Diary Of An Allergy Mom: What I Feed My Gluten-free, Dairy-free, Peanut- And Tree-nut Free Toddler. Oh, She Also Doesn’t Eat Meat.
Reading Time: 3 minutes

It’s Food Allergy Awareness Week, and I can’t think of a more perfect opportunity to tell this story.

When we started introducing my oldest child to solids, I would always joke: “I hope she’s not allergic to strawberries, because here we go.”

“Is she allergic to eggs? I guess we about to see.”

It was playful, and thankfully she didn’t develop any food allergies. So I kept it going with my next child.

There we were, sitting around the table about to dig into some creamy seafood chowder. I kept the joke going with my then 12-month-old: “I hope she’s not allergic to shrimp because here we go.”

Then, she started breaking out all over her hands and face.

She didn’t even eat any shrimp — she simply played around with the biscuit that was soaking in a chowder full of crustaceans, milk and fish. In moments, the tiny red bumps had inflated into these huge welts across her hands, face, neck. Her eyes were so puffy!

The wonders of modern medicine. That Benadryl kicked right in.

We were all horrified. People were still pandemic panic buying at this point, so my husband had to visit three drug stores before finding children’s Benadryl.

My oldest Phoenix pretty accurately captured our emotions that night: “That is the saddest thing I’ve ever seen in my life.”

The next steps were allergy blood and skin tests, which determined Luna had a host of food allergies. On top of that, our family practiced a pescatarian diet. I knew this was about to be a challenge.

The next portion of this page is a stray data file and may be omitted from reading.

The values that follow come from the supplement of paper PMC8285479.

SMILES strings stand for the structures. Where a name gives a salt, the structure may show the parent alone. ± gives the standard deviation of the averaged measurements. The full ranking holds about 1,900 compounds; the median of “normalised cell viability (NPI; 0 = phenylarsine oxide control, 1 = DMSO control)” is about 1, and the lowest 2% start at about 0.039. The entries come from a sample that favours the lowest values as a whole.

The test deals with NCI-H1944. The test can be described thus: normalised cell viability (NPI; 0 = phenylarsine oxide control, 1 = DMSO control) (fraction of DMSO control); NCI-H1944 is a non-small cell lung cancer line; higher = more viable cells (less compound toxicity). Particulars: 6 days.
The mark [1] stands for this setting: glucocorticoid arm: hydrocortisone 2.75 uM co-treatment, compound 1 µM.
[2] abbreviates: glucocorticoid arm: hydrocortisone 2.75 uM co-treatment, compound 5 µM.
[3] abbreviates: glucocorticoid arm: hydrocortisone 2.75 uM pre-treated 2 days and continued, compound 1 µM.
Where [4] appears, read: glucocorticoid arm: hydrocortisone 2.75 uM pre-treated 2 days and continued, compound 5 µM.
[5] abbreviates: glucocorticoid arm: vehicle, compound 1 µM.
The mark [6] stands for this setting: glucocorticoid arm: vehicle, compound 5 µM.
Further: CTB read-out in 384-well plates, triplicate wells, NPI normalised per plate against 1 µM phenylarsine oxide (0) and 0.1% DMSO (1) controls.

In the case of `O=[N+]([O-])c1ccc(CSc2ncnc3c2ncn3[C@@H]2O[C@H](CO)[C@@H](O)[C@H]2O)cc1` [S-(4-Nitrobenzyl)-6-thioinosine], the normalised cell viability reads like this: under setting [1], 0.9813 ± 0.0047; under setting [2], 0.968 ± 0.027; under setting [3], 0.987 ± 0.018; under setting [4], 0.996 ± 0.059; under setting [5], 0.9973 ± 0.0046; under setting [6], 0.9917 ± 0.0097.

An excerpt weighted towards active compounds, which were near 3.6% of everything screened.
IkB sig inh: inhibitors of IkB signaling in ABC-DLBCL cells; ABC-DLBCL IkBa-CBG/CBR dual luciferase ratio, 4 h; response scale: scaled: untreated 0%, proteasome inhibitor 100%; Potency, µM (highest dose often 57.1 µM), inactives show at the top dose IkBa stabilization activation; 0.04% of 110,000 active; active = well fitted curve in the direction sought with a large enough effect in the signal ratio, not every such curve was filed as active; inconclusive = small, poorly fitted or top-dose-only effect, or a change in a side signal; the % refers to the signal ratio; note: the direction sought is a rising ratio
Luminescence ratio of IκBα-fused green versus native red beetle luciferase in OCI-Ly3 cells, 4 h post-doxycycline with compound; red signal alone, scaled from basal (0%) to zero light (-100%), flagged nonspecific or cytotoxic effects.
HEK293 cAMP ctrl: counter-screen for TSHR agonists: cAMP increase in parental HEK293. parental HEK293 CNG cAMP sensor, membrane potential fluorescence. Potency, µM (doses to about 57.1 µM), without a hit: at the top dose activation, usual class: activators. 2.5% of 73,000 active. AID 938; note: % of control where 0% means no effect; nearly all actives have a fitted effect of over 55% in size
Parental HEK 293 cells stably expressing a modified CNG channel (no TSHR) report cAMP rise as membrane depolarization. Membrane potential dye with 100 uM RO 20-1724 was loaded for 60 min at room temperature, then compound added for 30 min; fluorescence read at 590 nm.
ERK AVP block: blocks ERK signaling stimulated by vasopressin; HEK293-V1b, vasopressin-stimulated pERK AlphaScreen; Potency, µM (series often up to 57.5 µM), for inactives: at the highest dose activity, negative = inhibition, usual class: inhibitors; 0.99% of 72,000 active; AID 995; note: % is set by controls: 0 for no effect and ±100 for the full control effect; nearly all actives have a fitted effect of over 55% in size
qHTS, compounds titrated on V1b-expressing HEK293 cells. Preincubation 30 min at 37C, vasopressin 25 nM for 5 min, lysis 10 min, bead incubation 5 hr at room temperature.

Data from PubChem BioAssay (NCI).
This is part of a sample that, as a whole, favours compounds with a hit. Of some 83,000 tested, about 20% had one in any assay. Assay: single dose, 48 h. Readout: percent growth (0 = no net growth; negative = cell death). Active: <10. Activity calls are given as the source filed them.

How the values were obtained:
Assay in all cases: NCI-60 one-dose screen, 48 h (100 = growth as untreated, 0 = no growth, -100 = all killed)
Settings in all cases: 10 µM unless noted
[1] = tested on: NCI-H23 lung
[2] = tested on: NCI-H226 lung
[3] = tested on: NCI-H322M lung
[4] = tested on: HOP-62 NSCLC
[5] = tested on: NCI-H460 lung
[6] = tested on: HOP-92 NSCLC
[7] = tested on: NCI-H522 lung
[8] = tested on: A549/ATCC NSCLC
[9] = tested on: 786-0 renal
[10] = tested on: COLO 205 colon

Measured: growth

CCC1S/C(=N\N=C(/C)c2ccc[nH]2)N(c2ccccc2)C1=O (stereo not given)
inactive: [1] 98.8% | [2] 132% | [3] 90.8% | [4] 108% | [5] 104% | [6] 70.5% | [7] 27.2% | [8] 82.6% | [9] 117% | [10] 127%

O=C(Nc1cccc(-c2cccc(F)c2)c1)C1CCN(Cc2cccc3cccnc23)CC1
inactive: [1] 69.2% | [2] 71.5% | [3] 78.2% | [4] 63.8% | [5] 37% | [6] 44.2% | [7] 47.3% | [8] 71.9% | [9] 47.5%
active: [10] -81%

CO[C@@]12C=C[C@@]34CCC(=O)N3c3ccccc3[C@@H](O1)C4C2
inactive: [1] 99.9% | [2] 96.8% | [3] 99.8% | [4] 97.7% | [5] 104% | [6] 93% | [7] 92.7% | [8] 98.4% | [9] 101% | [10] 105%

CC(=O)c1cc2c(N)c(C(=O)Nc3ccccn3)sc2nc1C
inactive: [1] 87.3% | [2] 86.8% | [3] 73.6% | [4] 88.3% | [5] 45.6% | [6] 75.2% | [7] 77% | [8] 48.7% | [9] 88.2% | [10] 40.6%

But after talking to a dietitian, preparing meals ahead of time and having thorough conversations with her daycare teachers when I was ready for her to go back, it hasn’t been so bad.

And the child eat, eat! She doesn’t miss any meals, and it shows. She’s a super foodie just like her mother.

She loved her Christmas dinner of black beans, sweet potatoes, maple brussel sprouts and vegan, gluten-free cornbread. She’ll tear up a plate of black-eyed peas over quinoa with a side of steamed green beans. Oh, can’t forget the fruit.

Here is what I serve to make sure my meat-free, dairy-free, gluten-free, peanut- and tree-nut free toddler gets what she needs. I mix it up as much as I can, while also remembering to include something she is for sure fond of when trying new combinations and recipes.

I started documenting her meals on my social media stories.
Veggie straws stay in my cabinet
Easy, breezy breakfast

Balanced Meals

Grains, carbs

Whole grain rice, gluten-free pasta, quinoa, potatoes, sweet potatoes


(bc I know y’all care so much about this one)

Potatoes, chickpeas, beans of all kinds, peas, quinoa, oatmeal, spinach, broccoli, tofu, tempeh


Steamed anything (broccoli, green beans, cauliflower, carrots, peas). I like to add this vegan chicken boulion cube and veggie broth to season them. Raw tomatoes, cucumbers and radishes. Roasted squash and vegetable medley.


Berries, bananas, peaches, strawberries, pears, sliced grapes, mangoes, melons, raisins. I typically gets what’s in season or what’s on sale, so it could vary even further than what’s listed.


Gluten-free graham crackers, popcorn, Cherrios, Chex, fruit, fruit cups, squash crackers, applesauce, rice cakes. Snacks are tough with a gluten-free, dairy-free kid, but she doesn’t know any better. Most stores now have a variety of allergy-friendly bars that are pretty low in sugar.

For more information on your own child’s nutrition, consult a pediatric dietician of your choice. Some of these items are considered chocking hazards for young children, but I have experience in modifying to suit her age and am comfortable doing so.